An Android update that Google Inc. plans to release soon will include new features sought by users and developers since the mobile operating system became available last year. But even so, it doesn't appear that Android-based phones will outdo rivals like the iPhone on functionality.
That raises questions about how well the Android technology will fare against Apple Inc.'s device, which itself is due to be augmented by an iPhone 3.0 software update this summer, and other smartphones such as Palm Inc.'s new Palm Pre.
“Google and the Android folks have a real challenge in the market on their hands,” said Jack Gold, an analyst at J.Gold Associates LLC in Northboro, Mass. “They basically have to become more than equivalent to what's already out there.”
Google last week provided an early look at the software developer's kit for Version 1.5 of Android, which adds support for touch-based soft keyboards, live folders, speech recognition and other features. The full SDK is expected to be released later this month, and Google said that Android 1.5 will be offered as an over-the-air upgrade shortly thereafter.
Gold predicted that the near-simultaneous releases of Android 1.5, iPhone 3.0 and the Palm Pre will ignite an unprecedented battle for market share among smartphone vendors. But he and other analysts said that some of what's coming in Android 1.5 is widely available in rival smartphones now. “Voice command and touch [capabilities] are critical for Android phones, because almost everybody else has that already,” Gold said.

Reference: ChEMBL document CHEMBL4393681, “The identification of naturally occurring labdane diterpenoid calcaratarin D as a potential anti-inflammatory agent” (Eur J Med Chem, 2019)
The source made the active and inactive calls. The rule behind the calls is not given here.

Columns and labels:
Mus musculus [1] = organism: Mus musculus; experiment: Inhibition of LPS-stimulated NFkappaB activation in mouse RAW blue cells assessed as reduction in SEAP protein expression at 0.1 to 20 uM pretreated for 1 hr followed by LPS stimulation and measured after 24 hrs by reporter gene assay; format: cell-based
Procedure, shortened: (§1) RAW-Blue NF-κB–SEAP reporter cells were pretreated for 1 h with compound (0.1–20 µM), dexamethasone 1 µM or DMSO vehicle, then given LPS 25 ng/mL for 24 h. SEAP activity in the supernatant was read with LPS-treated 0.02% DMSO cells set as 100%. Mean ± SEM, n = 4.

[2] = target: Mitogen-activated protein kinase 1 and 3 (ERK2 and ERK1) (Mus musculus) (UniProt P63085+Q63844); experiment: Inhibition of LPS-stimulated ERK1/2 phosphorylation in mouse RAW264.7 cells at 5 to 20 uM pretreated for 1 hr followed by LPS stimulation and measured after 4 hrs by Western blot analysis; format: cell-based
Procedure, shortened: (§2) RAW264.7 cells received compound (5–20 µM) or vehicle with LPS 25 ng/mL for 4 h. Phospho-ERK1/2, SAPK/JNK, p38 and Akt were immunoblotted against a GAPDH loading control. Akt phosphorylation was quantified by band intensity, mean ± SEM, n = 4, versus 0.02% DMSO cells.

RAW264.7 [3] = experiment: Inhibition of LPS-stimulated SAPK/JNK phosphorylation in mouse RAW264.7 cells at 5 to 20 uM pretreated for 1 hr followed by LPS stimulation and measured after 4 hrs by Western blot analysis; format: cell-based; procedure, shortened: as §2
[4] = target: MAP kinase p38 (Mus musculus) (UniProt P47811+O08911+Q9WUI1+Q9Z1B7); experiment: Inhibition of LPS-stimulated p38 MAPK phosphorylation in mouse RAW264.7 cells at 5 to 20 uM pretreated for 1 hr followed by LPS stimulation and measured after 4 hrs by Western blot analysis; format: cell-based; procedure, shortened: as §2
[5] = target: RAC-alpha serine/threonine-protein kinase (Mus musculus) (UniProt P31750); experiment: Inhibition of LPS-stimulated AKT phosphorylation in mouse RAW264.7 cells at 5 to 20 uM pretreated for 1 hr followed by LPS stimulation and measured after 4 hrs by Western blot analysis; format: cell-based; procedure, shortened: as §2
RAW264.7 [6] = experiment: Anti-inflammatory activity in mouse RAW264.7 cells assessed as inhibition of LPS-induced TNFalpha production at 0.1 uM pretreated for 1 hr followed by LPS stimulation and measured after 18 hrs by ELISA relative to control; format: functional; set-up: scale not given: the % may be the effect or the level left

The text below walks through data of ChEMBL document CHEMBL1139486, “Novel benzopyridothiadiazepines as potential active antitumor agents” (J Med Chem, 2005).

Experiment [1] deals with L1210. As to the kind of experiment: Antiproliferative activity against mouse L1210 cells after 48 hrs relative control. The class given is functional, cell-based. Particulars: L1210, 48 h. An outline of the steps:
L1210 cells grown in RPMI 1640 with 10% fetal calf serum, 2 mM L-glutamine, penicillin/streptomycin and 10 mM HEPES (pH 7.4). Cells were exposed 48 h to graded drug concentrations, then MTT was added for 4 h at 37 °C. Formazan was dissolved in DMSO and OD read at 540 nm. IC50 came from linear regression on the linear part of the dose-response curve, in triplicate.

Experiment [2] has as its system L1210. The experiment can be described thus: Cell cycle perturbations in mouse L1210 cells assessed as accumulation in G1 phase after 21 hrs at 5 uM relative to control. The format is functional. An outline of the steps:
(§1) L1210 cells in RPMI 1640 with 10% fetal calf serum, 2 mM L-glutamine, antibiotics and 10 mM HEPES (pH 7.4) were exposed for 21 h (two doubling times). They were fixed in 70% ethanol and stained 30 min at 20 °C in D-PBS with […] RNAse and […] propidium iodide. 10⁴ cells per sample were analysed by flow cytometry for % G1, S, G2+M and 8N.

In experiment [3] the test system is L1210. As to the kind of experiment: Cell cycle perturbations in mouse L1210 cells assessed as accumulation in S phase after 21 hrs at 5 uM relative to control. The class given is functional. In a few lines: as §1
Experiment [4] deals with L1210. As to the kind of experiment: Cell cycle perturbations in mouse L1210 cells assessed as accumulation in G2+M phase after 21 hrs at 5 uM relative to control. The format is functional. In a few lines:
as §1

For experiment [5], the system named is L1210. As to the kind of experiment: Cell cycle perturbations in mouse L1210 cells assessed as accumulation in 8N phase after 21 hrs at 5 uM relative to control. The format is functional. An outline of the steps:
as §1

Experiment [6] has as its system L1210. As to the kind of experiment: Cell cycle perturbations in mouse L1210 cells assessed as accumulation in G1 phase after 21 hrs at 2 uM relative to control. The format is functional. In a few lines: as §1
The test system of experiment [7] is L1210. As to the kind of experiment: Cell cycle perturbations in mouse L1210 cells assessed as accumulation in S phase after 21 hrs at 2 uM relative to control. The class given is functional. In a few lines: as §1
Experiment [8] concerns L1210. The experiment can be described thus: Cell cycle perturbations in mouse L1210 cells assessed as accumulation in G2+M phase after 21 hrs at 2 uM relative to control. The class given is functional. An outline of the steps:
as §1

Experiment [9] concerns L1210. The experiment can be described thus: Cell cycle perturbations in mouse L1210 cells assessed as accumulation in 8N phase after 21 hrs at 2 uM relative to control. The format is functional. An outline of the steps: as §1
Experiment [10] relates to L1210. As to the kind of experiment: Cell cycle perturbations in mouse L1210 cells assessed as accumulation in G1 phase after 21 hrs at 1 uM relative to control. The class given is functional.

Despite the buzz generated by Android, the version of the open-source technology that debuted last fall on the T-Mobile G1 phone has the feel of a beta release.
Jack Gold, Analyst, J.Gold Associates LLC Android 1.5 will provide users with “a lot of fixes that probably should have been in the first release,” said Gartner Inc. analyst Ken Dulaney. “Overall, it's a nice improvement, a necessary upgrade — but a bit late.”
The update also isn't likely to do much to spur enterprise interest in Android-based phones. BlackBerries and Windows Mobile devices remain the favored handhelds among IT managers because of their security and management capabilities.
In comparison, Android has “almost no appeal with the corporate market,” Gold said. Of 350 IT professionals that his firm surveyed last fall, only 4% said that they expected to deploy Android phones within the next three years.
But that doesn't mean IT departments can just ignore Android. End users who buy Android phones for personal use will no doubt want to tap into corporate applications as well, as iPhone users have done.
IDC analyst Sean Ryan doesn't expect companies to standardize on Android as a mobile platform. But, he said, “we've seen a real trend of people in companies bringing in their own devices, and IT is having to deal with the influx.”
Jim Laval, corporate IT manager at Baptist Healthcare System in Louisville, Ky., said he thinks Android “has great potential” — once phones based on the software become available on the AT&T and Verizon Wireless networks.
Laval wants to test Android with an application that hundreds of doctors use to check patient records wirelessly. But Baptist Healthcare is a Verizon user, and Laval estimated that 90% of the doctors are using the wireless application on Windows Mobile phones.
The T-Mobile G1 is the only Android-based phone available now. Network operator Vodafone Group PLC is scheduled to release a second model made by Taiwan-based HTC Corp. in Europe this month. And Samsung Electronics Co. plans to ship three Android phones this year.
The advantages of an expanded Android hardware lineup could be blunted, though, if Apple decides to end the deal that makes AT&T Inc. the exclusive U.S. carrier for the iPhone. The Wall Street Journal reported last week that the companies are talking about extending the agreement beyond its 2010 expiration date — but AT&T may need to sweeten the terms to keep its privileged position.